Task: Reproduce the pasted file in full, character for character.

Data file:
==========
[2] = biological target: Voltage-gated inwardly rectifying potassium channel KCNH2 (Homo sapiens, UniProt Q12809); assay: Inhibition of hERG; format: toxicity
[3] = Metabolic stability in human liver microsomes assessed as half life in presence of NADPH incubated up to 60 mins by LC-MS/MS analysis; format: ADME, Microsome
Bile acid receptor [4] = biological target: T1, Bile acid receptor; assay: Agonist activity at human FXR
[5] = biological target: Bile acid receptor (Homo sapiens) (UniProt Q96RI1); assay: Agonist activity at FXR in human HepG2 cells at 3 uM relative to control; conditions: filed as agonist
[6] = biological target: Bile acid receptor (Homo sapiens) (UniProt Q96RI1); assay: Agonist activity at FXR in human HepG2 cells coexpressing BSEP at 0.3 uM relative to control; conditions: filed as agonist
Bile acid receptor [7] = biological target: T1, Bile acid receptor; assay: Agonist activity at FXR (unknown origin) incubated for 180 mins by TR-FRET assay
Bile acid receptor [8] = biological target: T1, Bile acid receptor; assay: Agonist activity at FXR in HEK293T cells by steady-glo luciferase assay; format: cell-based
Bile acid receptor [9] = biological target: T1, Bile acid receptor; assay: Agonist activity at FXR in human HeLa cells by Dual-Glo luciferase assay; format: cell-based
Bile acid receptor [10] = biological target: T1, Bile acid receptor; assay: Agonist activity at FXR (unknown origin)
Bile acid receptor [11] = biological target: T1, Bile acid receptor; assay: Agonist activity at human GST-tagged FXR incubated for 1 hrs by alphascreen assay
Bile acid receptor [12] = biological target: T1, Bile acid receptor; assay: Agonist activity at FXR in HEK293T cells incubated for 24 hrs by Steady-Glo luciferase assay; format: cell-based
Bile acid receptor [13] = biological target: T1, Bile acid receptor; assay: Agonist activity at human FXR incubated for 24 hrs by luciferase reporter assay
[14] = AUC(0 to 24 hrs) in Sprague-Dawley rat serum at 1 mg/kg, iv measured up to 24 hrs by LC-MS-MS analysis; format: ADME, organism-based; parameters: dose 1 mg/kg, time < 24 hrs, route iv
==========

[2] = biological target: Voltage-gated inwardly rectifying potassium channel KCNH2 (Homo sapiens, UniProt Q12809); assay: Inhibition of hERG; format: toxicity
[3] = Metabolic stability in human liver microsomes assessed as half life in presence of NADPH incubated up to 60 mins by LC-MS/MS analysis; format: ADME, Microsome
Bile acid receptor [4] = biological target: T1, Bile acid receptor; assay: Agonist activity at human FXR
[5] = biological target: Bile acid receptor (Homo sapiens) (UniProt Q96RI1); assay: Agonist activity at FXR in human HepG2 cells at 3 uM relative to control; conditions: filed as agonist
[6] = biological target: Bile acid receptor (Homo sapiens) (UniProt Q96RI1); assay: Agonist activity at FXR in human HepG2 cells coexpressing BSEP at 0.3 uM relative to control; conditions: filed as agonist
Bile acid receptor [7] = biological target: T1, Bile acid receptor; assay: Agonist activity at FXR (unknown origin) incubated for 180 mins by TR-FRET assay
Bile acid receptor [8] = biological target: T1, Bile acid receptor; assay: Agonist activity at FXR in HEK293T cells by steady-glo luciferase assay; format: cell-based
Bile acid receptor [9] = biological target: T1, Bile acid receptor; assay: Agonist activity at FXR in human HeLa cells by Dual-Glo luciferase assay; format: cell-based
Bile acid receptor [10] = biological target: T1, Bile acid receptor; assay: Agonist activity at FXR (unknown origin)
Bile acid receptor [11] = biological target: T1, Bile acid receptor; assay: Agonist activity at human GST-tagged FXR incubated for 1 hrs by alphascreen assay
Bile acid receptor [12] = biological target: T1, Bile acid receptor; assay: Agonist activity at FXR in HEK293T cells incubated for 24 hrs by Steady-Glo luciferase assay; format: cell-based
Bile acid receptor [13] = biological target: T1, Bile acid receptor; assay: Agonist activity at human FXR incubated for 24 hrs by luciferase reporter assay
[14] = AUC(0 to 24 hrs) in Sprague-Dawley rat serum at 1 mg/kg, iv measured up to 24 hrs by LC-MS-MS analysis; format: ADME, organism-based; parameters: dose 1 mg/kg, time < 24 hrs, route iv